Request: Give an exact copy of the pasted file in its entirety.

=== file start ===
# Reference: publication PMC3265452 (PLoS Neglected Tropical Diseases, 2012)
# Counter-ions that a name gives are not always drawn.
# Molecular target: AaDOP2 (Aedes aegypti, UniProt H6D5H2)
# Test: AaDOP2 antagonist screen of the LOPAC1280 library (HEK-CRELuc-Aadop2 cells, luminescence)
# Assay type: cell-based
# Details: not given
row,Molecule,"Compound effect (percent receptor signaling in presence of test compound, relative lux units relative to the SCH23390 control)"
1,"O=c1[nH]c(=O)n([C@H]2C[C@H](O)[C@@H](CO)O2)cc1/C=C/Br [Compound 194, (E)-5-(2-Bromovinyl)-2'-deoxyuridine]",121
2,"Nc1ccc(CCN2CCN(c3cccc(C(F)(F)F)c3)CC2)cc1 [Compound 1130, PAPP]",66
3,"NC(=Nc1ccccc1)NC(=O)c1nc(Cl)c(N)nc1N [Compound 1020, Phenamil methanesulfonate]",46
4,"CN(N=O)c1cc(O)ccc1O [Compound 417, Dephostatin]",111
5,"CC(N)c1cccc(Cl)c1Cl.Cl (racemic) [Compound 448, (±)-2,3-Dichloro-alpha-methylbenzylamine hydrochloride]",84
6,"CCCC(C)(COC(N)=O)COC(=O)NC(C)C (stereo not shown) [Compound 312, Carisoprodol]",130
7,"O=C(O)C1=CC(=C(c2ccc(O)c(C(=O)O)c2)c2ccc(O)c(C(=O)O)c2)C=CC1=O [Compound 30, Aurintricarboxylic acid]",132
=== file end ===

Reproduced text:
# Reference: publication PMC3265452 (PLoS Neglected Tropical Diseases, 2012)
# Counter-ions that a name gives are not always drawn.
# Molecular target: AaDOP2 (Aedes aegypti, UniProt H6D5H2)
# Test: AaDOP2 antagonist screen of the LOPAC1280 library (HEK-CRELuc-Aadop2 cells, luminescence)
# Assay type: cell-based
# Details: not given
row,Molecule,"Compound effect (percent receptor signaling in presence of test compound, relative lux units relative to the SCH23390 control)"
1,"O=c1[nH]c(=O)n([C@H]2C[C@H](O)[C@@H](CO)O2)cc1/C=C/Br [Compound 194, (E)-5-(2-Bromovinyl)-2'-deoxyuridine]",121
2,"Nc1ccc(CCN2CCN(c3cccc(C(F)(F)F)c3)CC2)cc1 [Compound 1130, PAPP]",66
3,"NC(=Nc1ccccc1)NC(=O)c1nc(Cl)c(N)nc1N [Compound 1020, Phenamil methanesulfonate]",46
4,"CN(N=O)c1cc(O)ccc1O [Compound 417, Dephostatin]",111
5,"CC(N)c1cccc(Cl)c1Cl.Cl (racemic) [Compound 448, (±)-2,3-Dichloro-alpha-methylbenzylamine hydrochloride]",84
6,"CCCC(C)(COC(N)=O)COC(=O)NC(C)C (stereo not shown) [Compound 312, Carisoprodol]",130
7,"O=C(O)C1=CC(=C(c2ccc(O)c(C(=O)O)c2)c2ccc(O)c(C(=O)O)c2)C=CC1=O [Compound 30, Aurintricarboxylic acid]",132